Origines are a group very friendly people, good intend, curiousness and the willingness to be inspired. However, back in 2014 I witness way too much Chaptalization. Of course I am rudely generalizing (forgive me), but on that day, the bone dry 2011 (1g/l dosage)“La Rue des Noyers” was easy to fall in love with.    

Dehu also served some still wines at Origines. They were pretty bold in character and might have had a bit too much wood infusion – yet quit intense for Coteaux Champenois. I will have to re-taste these wines someday.

Since then – I have tasted the 2011 “La Rue des Noyers” on several occasions and have always appreciated it. It’s a Champagne, which combines the sophisticated side of Pinot Meunier, which has its roots in high pitched energy and spices. It’s far from the heavy and baroque style of Meunier, which is really not my thing.  

“La Rue des Noyers” has a phenomenal linear energy, which is intensified by a singing clarity. In 2011 the Champagne is obviously greener and herbal – which is typical for the vintage. However somehow it works here, though I believe that the 2011 should be drunk young.

Almost since I first tasted the 2011 - I have been eager for the 2012 to be released. It happened earlier this year and a few days ago I tasted it. 

2012 Benoît Déhu “La Rue des Noyers”

Blend: 100% Pinot Meunier
Soil: Black limestone
Vineyard: 1,7ha in Fossoy (roughly 57 km west of Reims)
Vines: 40-45 years old
Viticulture: Bio
Vinification: Oak 228L (comes from local forrest in Fossoy). No Malo
Dosage: Zero
Production: 2.000 bottles
Disgorgement: 14 October 2015
Glass: Zalto White Wine.

The nose is really tense and packed with dynamite young juice.  The 2012 are a sizzling fruit sensation, which feels like small frozen crystallized particles waiting to defrost and explode. Normally you would rarely hear me say, that a Champagne is too young. There is always something to learn and explore from a youthful Champagne and in fact - 9 out of 10 times I prefer a young Champagne.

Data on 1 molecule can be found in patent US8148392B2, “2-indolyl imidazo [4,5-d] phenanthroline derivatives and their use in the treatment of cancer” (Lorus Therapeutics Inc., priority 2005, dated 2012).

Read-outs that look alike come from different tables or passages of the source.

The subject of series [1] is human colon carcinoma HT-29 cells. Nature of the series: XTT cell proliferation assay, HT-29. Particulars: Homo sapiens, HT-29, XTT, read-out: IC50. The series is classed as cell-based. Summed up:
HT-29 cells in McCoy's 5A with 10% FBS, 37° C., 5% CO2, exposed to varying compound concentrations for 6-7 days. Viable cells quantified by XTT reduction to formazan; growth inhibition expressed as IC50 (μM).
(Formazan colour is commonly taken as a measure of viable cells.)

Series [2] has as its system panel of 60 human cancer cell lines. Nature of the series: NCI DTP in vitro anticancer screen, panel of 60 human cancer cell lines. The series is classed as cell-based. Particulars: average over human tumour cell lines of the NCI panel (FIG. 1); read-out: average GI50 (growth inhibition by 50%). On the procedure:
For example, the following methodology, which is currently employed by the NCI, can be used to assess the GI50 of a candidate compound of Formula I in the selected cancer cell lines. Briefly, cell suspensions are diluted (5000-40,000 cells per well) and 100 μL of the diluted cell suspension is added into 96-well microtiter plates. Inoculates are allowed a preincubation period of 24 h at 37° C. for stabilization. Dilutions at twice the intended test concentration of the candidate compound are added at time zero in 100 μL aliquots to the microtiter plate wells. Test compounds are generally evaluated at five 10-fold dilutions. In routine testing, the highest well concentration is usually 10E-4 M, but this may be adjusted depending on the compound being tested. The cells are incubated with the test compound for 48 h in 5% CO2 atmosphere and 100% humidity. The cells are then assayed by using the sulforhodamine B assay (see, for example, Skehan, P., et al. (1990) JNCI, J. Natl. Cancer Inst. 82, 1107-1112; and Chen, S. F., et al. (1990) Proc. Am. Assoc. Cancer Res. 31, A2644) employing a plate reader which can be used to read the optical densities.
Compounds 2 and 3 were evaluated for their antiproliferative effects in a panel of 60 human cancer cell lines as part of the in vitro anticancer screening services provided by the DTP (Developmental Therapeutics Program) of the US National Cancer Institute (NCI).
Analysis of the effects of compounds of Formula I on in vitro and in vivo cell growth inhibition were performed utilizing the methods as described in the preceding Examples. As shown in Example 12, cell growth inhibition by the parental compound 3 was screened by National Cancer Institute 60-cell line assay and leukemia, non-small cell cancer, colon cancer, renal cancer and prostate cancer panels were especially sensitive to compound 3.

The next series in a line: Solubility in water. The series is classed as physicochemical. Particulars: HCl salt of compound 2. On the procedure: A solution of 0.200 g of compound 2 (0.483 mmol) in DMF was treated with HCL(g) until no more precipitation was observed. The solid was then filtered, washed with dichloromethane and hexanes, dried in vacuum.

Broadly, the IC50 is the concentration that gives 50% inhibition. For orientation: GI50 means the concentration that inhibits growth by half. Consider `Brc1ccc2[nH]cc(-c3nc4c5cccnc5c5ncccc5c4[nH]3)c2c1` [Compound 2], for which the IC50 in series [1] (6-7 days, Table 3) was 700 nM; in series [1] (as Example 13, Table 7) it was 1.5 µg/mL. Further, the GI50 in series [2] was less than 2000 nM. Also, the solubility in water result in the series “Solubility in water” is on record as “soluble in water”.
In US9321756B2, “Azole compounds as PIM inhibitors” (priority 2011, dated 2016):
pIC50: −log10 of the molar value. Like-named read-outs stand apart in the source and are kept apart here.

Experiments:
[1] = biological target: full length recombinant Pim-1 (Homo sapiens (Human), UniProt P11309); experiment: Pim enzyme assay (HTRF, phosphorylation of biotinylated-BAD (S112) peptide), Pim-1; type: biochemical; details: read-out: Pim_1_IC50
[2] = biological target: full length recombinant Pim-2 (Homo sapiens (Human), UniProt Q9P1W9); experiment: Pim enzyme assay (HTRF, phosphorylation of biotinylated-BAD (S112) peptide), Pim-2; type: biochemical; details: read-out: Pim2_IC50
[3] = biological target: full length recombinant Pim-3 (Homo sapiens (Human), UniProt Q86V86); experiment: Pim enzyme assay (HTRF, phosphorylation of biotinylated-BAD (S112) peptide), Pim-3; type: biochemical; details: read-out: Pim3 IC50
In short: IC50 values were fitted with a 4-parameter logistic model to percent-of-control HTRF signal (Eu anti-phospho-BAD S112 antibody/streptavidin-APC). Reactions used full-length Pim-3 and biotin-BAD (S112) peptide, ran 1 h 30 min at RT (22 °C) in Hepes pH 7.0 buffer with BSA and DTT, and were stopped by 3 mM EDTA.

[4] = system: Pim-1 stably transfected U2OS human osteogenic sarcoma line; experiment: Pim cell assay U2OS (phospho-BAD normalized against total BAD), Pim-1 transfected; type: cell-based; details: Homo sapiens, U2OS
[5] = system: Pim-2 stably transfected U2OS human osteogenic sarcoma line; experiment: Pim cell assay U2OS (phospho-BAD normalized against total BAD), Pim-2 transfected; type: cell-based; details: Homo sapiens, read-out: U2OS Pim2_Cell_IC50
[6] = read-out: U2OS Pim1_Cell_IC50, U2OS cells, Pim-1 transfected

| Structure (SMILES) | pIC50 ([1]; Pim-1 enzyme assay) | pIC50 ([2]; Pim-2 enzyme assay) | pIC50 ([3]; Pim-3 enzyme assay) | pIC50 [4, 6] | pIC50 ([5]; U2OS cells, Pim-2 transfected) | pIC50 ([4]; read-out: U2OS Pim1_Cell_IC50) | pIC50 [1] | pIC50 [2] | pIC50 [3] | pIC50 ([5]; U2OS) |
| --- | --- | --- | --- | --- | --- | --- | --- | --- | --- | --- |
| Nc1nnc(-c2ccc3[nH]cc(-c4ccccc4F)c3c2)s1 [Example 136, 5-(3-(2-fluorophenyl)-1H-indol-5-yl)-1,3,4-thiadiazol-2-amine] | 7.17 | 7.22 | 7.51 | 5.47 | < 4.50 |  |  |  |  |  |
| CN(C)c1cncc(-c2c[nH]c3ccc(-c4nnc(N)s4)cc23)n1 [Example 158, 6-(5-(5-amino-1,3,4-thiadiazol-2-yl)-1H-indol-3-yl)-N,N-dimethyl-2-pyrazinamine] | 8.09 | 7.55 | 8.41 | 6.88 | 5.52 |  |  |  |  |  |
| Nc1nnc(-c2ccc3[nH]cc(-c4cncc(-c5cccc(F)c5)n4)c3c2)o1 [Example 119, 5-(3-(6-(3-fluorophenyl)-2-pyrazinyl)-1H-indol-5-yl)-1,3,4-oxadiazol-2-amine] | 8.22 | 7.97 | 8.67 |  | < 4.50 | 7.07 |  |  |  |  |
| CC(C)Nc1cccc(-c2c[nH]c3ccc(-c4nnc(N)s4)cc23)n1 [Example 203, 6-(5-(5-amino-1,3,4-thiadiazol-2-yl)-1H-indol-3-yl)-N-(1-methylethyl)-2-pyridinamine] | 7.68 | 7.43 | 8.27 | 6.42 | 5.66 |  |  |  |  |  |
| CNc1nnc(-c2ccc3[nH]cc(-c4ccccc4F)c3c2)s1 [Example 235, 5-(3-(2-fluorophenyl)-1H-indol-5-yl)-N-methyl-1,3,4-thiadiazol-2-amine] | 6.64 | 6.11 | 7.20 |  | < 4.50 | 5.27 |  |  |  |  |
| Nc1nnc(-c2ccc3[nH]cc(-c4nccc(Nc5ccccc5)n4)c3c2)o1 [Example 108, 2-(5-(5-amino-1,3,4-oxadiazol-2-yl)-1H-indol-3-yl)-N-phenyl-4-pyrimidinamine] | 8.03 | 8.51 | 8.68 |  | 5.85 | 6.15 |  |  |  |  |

But this is really youthful. But goddamn I would still recommend you take a dive here as it’s, filled with lime zest, flowers, apples and mint. In the background you have a slight smokey touch from the oak, which is in perfect harmony, as the fruit overload is so massive.  The taste is awesome, both in terms of purity, energy and a nerve-wrecking acidity.

Hunt it, if you can find it.

P.s. Dehu Also makes a cuvée called “Le Pythie”, which I have yet to taste.

Thursday, May 5, 2016

Images from 2016 Terres et vins de Champagne

They can also be found here: http://thomasiversenphotography.com

THANK YOU!!! to Terres et vins de Champagne for giving me the honor to be the official photographer.
Secondly for the “Terres et  vins special prize”. I still can’t believe I won it. I am humble and honored. Big hug from me to all of you.
Below are some technical comments on how the images came to life.
About the images.
Although there are a few pics from the pre-reception at L'Assiette Champenoise it’s more some detailed comments on the actual tasting on Monday the 18th of April I want to focus on.
Shooting the images for the 2016 Terres et vins de Champagne, was from technical point of view, my worst nightmare – and yet – also the most fascinating photography task, I have ever carried out.